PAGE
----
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A Distressful Situation
No Lashes Are Administered’
(Nazir 23a)



Our daf states that a female nazir who drinks wine or becomes ritually defiled receives 40 lashes. However, if her husband had annulled her nazirite vow (without her knowledge), she doesn’t receive lashes. R. Yehuda, though, maintains that she receives rabbinic lashes. The Gemara also cites a baraisa indicating that she requires atonement and forgiveness for intending to sin.


How Much Is A Mitzvah Worth?

This woman thought she was doing an aveirah but in fact did not because her husband had annulled her vow. The Gemara elsewhere (Bava Kamma 91b) discusses a man who tried to do a mitzvah – the mitzvah of covering up the blood of a slaughtered animal – but at the last second was preempted by another person. The Gemara relates that Rabban Gamaliel obligated the second person to pay the first one 10 zehuvim (gold coins).


Fine Or Payment?

Was this payment compensation or a fine? Rishonim disagree (see Bava Kamma 32b, Rif ad loc. and Rosh; Responsa Rivash 506; and Shitah Mekubbetzes in the name of Rabbi Yonathan).

This question is not merely theoretical. There are ramifications. If it is a fine, then a person who preempts a mitzvah unintentionally would be exempt from paying (since fines are only levied on intentional sinners). If it is compensation, then he must pay regardless.

Another ramification: There is a principle that “someone who confesses is exempt from a paying a fine.” Thus, if the payment for “stealing” a mitzvah from someone is a fine, and he confesses his deed in court before the fine is imposed, he is exempt from payment. If it is compensation, a confession cannot exempt him (see Shitah Mekubbetzes, Bava Kamma ibid., in the name of Mahari Lunel; see also Ketzos HaChoshen 388:11 – Rishonim disagree regarding a confession helping for rabbinic fines).


Preventing The Performance Of A Mitzvah

The Kesav Sofer mentions another interesting ramification (Responsa Kesav Sofer, Choshen Mishpat 25). What if someone prevents his fellow from performing a mitzvah and then does not perform the mitzvah himself? If the payment is compensation, then he must pay (since he harmed him). If it is a fine, then he does not since the fine is only for snatching away a mitzvah, not for the sinful act of preventing one’s fellow from performing a mitzvah.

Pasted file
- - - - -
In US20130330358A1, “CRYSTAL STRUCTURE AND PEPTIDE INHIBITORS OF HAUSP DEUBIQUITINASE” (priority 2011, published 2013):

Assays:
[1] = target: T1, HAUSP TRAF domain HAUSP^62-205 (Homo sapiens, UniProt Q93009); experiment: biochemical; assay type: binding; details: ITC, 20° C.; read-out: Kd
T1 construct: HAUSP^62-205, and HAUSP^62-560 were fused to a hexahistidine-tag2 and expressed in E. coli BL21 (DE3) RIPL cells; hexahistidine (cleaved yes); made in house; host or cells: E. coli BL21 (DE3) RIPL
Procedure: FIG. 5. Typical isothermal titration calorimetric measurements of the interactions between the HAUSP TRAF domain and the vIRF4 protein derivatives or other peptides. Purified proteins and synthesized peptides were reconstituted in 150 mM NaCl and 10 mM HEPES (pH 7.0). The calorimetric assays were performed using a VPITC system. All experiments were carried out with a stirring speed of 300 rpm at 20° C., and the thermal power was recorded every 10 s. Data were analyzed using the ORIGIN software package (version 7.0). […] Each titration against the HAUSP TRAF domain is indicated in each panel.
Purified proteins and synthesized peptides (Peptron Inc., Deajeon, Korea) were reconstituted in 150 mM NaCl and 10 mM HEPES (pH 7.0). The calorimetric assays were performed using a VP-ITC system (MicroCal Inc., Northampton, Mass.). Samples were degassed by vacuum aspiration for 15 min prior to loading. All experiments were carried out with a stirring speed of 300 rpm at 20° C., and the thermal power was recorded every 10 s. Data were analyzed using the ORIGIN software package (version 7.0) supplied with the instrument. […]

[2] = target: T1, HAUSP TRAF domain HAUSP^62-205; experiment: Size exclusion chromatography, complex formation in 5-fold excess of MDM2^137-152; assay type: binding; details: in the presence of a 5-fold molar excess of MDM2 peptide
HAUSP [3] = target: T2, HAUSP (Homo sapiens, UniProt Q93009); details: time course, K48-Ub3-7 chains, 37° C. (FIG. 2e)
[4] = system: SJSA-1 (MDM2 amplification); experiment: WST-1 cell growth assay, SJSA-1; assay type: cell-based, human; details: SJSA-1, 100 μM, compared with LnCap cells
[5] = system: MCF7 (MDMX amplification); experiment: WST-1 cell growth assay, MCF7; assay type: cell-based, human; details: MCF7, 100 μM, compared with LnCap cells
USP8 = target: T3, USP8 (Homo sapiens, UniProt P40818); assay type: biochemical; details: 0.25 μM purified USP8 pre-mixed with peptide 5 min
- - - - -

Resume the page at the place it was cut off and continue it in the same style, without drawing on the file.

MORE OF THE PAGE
How Much Should Be Paid?

The Gemara (Bava Kamma 91b, see above) relates that Rabban Gamaliel obligated the person who “snatched” the mitzvah to pay 10 zehuvim. Some poskim maintain that this amount was case-specific. Others argue that the amount is always 10 zehuvim. These two opinions are mentioned by the Rambam (Hilchos Chovel Umazik 7:13; see Shulchan Aruch, Choshen Mishpat 382:1).

The Maggid Mishneh and Shach (ibid.) state that those who believe the payment to be compensation also maintain that the sum is always 10 zehuvim since they interpret Rabban Gamaliel’s decision as setting the price of a mitzvah. Those who believe the payment to be a fine, though, argue that the amount is dependent on whom the mitzvah was stolen from. Beis din will impose a fine it thinks proper based on the character of the person (does he usually pursue mitzvos?).

Rabbi Isser Zalman Meltzer contends the exact opposite (Even HaEzel ibid.). He argues that if the payment is compensation, there is no fixed price of 10 zehuvim and we must determine how much the mitzvah is worth to the offended person – that is, how much he would be willing to accept in order to relinquish it. If it is a fine, though, it is a fixed amount (10 zehuvim) as are all fines. (The Rambam asserts [op. cit. 3:8] that any fixed payment is considered a fine.)


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RABBI YAAKOV KLASS, rav of Congregation K’hal Bnei Matisyahu in Flatbush, Brooklyn, is Torah Editor of The Jewish Press. He can be contacted at [email protected]. RABBI GERSHON TANNENBAUM, rav of Congregation Bnai Israel of Linden Heights, Boro Park, Brooklyn, is the Director of Igud HaRabbanim – The Rabbinical Alliance of America.